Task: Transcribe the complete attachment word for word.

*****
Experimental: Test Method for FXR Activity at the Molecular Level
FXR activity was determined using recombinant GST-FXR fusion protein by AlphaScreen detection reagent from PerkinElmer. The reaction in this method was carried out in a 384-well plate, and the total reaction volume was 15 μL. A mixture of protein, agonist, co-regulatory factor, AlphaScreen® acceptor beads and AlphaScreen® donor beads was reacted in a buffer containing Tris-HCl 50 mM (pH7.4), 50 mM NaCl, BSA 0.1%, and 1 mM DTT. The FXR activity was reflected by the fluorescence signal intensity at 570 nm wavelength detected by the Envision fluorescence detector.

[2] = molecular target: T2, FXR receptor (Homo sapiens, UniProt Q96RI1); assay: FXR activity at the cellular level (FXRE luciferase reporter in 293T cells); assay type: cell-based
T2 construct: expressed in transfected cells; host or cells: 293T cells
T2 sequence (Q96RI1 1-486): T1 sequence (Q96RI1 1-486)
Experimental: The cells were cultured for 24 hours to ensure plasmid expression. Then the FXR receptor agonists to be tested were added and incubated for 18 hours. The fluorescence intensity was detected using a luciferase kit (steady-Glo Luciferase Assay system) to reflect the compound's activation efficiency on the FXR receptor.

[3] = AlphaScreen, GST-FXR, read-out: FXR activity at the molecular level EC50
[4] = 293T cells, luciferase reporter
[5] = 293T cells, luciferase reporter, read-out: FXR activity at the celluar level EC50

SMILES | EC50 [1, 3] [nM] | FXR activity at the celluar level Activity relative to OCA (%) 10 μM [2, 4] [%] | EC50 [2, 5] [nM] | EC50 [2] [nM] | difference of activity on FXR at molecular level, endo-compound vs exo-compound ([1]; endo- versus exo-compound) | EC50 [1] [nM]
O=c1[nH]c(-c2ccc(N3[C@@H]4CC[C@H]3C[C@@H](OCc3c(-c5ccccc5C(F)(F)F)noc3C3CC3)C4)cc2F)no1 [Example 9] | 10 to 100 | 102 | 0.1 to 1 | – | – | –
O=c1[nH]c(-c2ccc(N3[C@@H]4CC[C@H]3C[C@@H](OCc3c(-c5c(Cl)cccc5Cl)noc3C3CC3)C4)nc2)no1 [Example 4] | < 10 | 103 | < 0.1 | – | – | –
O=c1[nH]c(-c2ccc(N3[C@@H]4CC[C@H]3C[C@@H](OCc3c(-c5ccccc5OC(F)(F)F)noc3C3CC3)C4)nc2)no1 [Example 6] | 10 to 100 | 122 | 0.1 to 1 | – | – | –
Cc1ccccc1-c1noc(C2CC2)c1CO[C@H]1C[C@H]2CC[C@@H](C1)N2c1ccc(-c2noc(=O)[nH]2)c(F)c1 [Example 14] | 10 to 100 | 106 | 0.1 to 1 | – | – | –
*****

Experimental: Test Method for FXR Activity at the Molecular Level
FXR activity was determined using recombinant GST-FXR fusion protein by AlphaScreen detection reagent from PerkinElmer. The reaction in this method was carried out in a 384-well plate, and the total reaction volume was 15 μL. A mixture of protein, agonist, co-regulatory factor, AlphaScreen® acceptor beads and AlphaScreen® donor beads was reacted in a buffer containing Tris-HCl 50 mM (pH7.4), 50 mM NaCl, BSA 0.1%, and 1 mM DTT. The FXR activity was reflected by the fluorescence signal intensity at 570 nm wavelength detected by the Envision fluorescence detector.

[2] = molecular target: T2, FXR receptor (Homo sapiens, UniProt Q96RI1); assay: FXR activity at the cellular level (FXRE luciferase reporter in 293T cells); assay type: cell-based
T2 construct: expressed in transfected cells; host or cells: 293T cells
T2 sequence (Q96RI1 1-486): T1 sequence (Q96RI1 1-486)
Experimental: The cells were cultured for 24 hours to ensure plasmid expression. Then the FXR receptor agonists to be tested were added and incubated for 18 hours. The fluorescence intensity was detected using a luciferase kit (steady-Glo Luciferase Assay system) to reflect the compound's activation efficiency on the FXR receptor.

[3] = AlphaScreen, GST-FXR, read-out: FXR activity at the molecular level EC50
[4] = 293T cells, luciferase reporter
[5] = 293T cells, luciferase reporter, read-out: FXR activity at the celluar level EC50

SMILES | EC50 [1, 3] [nM] | FXR activity at the celluar level Activity relative to OCA (%) 10 μM [2, 4] [%] | EC50 [2, 5] [nM] | EC50 [2] [nM] | difference of activity on FXR at molecular level, endo-compound vs exo-compound ([1]; endo- versus exo-compound) | EC50 [1] [nM]
O=c1[nH]c(-c2ccc(N3[C@@H]4CC[C@H]3C[C@@H](OCc3c(-c5ccccc5C(F)(F)F)noc3C3CC3)C4)cc2F)no1 [Example 9] | 10 to 100 | 102 | 0.1 to 1 | – | – | –
O=c1[nH]c(-c2ccc(N3[C@@H]4CC[C@H]3C[C@@H](OCc3c(-c5c(Cl)cccc5Cl)noc3C3CC3)C4)nc2)no1 [Example 4] | < 10 | 103 | < 0.1 | – | – | –
O=c1[nH]c(-c2ccc(N3[C@@H]4CC[C@H]3C[C@@H](OCc3c(-c5ccccc5OC(F)(F)F)noc3C3CC3)C4)nc2)no1 [Example 6] | 10 to 100 | 122 | 0.1 to 1 | – | – | –
Cc1ccccc1-c1noc(C2CC2)c1CO[C@H]1C[C@H]2CC[C@@H](C1)N2c1ccc(-c2noc(=O)[nH]2)c(F)c1 [Example 14] | 10 to 100 | 106 | 0.1 to 1 | – | – | –